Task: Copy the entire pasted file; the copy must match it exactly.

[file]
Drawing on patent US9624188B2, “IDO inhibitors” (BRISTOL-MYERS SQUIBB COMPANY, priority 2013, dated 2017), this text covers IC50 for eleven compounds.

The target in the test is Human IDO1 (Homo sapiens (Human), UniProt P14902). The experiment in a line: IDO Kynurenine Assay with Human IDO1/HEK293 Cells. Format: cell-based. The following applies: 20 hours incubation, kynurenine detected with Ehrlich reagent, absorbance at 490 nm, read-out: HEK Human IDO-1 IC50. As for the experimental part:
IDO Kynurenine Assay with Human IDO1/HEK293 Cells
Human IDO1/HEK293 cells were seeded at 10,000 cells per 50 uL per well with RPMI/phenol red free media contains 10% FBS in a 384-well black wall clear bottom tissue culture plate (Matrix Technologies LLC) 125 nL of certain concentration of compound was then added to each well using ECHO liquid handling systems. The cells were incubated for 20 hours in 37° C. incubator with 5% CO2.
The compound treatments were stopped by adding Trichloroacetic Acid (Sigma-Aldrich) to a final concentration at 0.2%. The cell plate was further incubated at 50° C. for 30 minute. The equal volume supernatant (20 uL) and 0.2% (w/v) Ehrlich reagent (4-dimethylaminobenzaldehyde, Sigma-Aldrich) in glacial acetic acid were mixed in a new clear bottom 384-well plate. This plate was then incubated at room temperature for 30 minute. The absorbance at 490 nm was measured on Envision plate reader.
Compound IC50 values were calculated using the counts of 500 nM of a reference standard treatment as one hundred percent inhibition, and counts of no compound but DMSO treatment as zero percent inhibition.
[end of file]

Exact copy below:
Drawing on patent US9624188B2, “IDO inhibitors” (BRISTOL-MYERS SQUIBB COMPANY, priority 2013, dated 2017), this text covers IC50 for eleven compounds.

The target in the test is Human IDO1 (Homo sapiens (Human), UniProt P14902). The experiment in a line: IDO Kynurenine Assay with Human IDO1/HEK293 Cells. Format: cell-based. The following applies: 20 hours incubation, kynurenine detected with Ehrlich reagent, absorbance at 490 nm, read-out: HEK Human IDO-1 IC50. As for the experimental part:
IDO Kynurenine Assay with Human IDO1/HEK293 Cells
Human IDO1/HEK293 cells were seeded at 10,000 cells per 50 uL per well with RPMI/phenol red free media contains 10% FBS in a 384-well black wall clear bottom tissue culture plate (Matrix Technologies LLC) 125 nL of certain concentration of compound was then added to each well using ECHO liquid handling systems. The cells were incubated for 20 hours in 37° C. incubator with 5% CO2.
The compound treatments were stopped by adding Trichloroacetic Acid (Sigma-Aldrich) to a final concentration at 0.2%. The cell plate was further incubated at 50° C. for 30 minute. The equal volume supernatant (20 uL) and 0.2% (w/v) Ehrlich reagent (4-dimethylaminobenzaldehyde, Sigma-Aldrich) in glacial acetic acid were mixed in a new clear bottom 384-well plate. This plate was then incubated at room temperature for 30 minute. The absorbance at 490 nm was measured on Envision plate reader.
Compound IC50 values were calculated using the counts of 500 nM of a reference standard treatment as one hundred percent inhibition, and counts of no compound but DMSO treatment as zero percent inhibition.